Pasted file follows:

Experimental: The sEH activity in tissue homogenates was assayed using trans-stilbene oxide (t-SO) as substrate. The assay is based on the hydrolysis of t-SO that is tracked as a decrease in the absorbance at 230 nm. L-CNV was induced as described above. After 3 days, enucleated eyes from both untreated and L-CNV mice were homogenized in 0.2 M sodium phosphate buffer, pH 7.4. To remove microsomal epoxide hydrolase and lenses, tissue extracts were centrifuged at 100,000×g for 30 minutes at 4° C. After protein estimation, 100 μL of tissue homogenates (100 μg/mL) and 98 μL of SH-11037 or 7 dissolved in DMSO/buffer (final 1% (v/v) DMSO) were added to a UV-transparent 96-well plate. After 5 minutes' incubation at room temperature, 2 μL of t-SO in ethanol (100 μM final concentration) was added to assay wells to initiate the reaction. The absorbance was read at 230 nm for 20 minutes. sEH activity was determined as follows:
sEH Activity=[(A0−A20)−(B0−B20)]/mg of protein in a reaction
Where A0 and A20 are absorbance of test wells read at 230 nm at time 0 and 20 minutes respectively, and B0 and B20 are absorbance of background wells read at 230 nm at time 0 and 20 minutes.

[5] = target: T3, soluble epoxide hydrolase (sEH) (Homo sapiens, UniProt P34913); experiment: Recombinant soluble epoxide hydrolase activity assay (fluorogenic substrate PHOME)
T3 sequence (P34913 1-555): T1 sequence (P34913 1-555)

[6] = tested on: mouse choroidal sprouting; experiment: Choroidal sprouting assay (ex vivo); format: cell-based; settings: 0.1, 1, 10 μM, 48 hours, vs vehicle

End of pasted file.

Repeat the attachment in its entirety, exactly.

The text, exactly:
Experimental: The sEH activity in tissue homogenates was assayed using trans-stilbene oxide (t-SO) as substrate. The assay is based on the hydrolysis of t-SO that is tracked as a decrease in the absorbance at 230 nm. L-CNV was induced as described above. After 3 days, enucleated eyes from both untreated and L-CNV mice were homogenized in 0.2 M sodium phosphate buffer, pH 7.4. To remove microsomal epoxide hydrolase and lenses, tissue extracts were centrifuged at 100,000×g for 30 minutes at 4° C. After protein estimation, 100 μL of tissue homogenates (100 μg/mL) and 98 μL of SH-11037 or 7 dissolved in DMSO/buffer (final 1% (v/v) DMSO) were added to a UV-transparent 96-well plate. After 5 minutes' incubation at room temperature, 2 μL of t-SO in ethanol (100 μM final concentration) was added to assay wells to initiate the reaction. The absorbance was read at 230 nm for 20 minutes. sEH activity was determined as follows:
sEH Activity=[(A0−A20)−(B0−B20)]/mg of protein in a reaction
Where A0 and A20 are absorbance of test wells read at 230 nm at time 0 and 20 minutes respectively, and B0 and B20 are absorbance of background wells read at 230 nm at time 0 and 20 minutes.

[5] = target: T3, soluble epoxide hydrolase (sEH) (Homo sapiens, UniProt P34913); experiment: Recombinant soluble epoxide hydrolase activity assay (fluorogenic substrate PHOME)
T3 sequence (P34913 1-555): T1 sequence (P34913 1-555)

[6] = tested on: mouse choroidal sprouting; experiment: Choroidal sprouting assay (ex vivo); format: cell-based; settings: 0.1, 1, 10 μM, 48 hours, vs vehicle